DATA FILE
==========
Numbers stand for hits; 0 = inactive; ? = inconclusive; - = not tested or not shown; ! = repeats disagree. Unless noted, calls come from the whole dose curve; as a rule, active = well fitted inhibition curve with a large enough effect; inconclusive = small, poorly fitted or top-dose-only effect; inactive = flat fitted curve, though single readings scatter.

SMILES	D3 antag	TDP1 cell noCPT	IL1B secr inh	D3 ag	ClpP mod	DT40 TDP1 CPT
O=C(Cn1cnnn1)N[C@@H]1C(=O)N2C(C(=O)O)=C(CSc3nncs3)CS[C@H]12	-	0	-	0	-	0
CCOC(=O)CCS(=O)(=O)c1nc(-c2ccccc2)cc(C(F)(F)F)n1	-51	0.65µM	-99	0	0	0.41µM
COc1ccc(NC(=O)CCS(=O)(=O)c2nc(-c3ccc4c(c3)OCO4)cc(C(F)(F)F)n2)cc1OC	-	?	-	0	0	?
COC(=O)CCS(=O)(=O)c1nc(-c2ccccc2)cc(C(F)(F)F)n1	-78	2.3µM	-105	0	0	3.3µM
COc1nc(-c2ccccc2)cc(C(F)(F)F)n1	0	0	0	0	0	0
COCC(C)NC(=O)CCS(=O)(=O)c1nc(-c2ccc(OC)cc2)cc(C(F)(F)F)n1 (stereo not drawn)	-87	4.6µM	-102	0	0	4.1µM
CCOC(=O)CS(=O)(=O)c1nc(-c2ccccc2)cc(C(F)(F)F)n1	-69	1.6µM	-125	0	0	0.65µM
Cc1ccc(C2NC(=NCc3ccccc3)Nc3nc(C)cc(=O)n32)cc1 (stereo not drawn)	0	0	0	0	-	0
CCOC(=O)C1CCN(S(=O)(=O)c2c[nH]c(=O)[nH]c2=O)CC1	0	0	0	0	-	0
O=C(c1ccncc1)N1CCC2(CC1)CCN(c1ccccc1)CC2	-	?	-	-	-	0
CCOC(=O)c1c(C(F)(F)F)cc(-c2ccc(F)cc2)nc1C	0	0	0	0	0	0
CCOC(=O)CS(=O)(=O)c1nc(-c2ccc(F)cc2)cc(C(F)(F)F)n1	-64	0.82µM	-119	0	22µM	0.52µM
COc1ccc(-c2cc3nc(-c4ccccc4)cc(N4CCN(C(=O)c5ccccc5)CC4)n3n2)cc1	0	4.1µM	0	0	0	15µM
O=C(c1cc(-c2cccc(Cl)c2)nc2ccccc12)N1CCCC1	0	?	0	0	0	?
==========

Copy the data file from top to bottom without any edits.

Numbers stand for hits; 0 = inactive; ? = inconclusive; - = not tested or not shown; ! = repeats disagree. Unless noted, calls come from the whole dose curve; as a rule, active = well fitted inhibition curve with a large enough effect; inconclusive = small, poorly fitted or top-dose-only effect; inactive = flat fitted curve, though single readings scatter.

SMILES	D3 antag	TDP1 cell noCPT	IL1B secr inh	D3 ag	ClpP mod	DT40 TDP1 CPT
O=C(Cn1cnnn1)N[C@@H]1C(=O)N2C(C(=O)O)=C(CSc3nncs3)CS[C@H]12	-	0	-	0	-	0
CCOC(=O)CCS(=O)(=O)c1nc(-c2ccccc2)cc(C(F)(F)F)n1	-51	0.65µM	-99	0	0	0.41µM
COc1ccc(NC(=O)CCS(=O)(=O)c2nc(-c3ccc4c(c3)OCO4)cc(C(F)(F)F)n2)cc1OC	-	?	-	0	0	?
COC(=O)CCS(=O)(=O)c1nc(-c2ccccc2)cc(C(F)(F)F)n1	-78	2.3µM	-105	0	0	3.3µM
COc1nc(-c2ccccc2)cc(C(F)(F)F)n1	0	0	0	0	0	0
COCC(C)NC(=O)CCS(=O)(=O)c1nc(-c2ccc(OC)cc2)cc(C(F)(F)F)n1 (stereo not drawn)	-87	4.6µM	-102	0	0	4.1µM
CCOC(=O)CS(=O)(=O)c1nc(-c2ccccc2)cc(C(F)(F)F)n1	-69	1.6µM	-125	0	0	0.65µM
Cc1ccc(C2NC(=NCc3ccccc3)Nc3nc(C)cc(=O)n32)cc1 (stereo not drawn)	0	0	0	0	-	0
CCOC(=O)C1CCN(S(=O)(=O)c2c[nH]c(=O)[nH]c2=O)CC1	0	0	0	0	-	0
O=C(c1ccncc1)N1CCC2(CC1)CCN(c1ccccc1)CC2	-	?	-	-	-	0
CCOC(=O)c1c(C(F)(F)F)cc(-c2ccc(F)cc2)nc1C	0	0	0	0	0	0
CCOC(=O)CS(=O)(=O)c1nc(-c2ccc(F)cc2)cc(C(F)(F)F)n1	-64	0.82µM	-119	0	22µM	0.52µM
COc1ccc(-c2cc3nc(-c4ccccc4)cc(N4CCN(C(=O)c5ccccc5)CC4)n3n2)cc1	0	4.1µM	0	0	0	15µM
O=C(c1cc(-c2cccc(Cl)c2)nc2ccccc12)N1CCCC1	0	?	0	0	0	?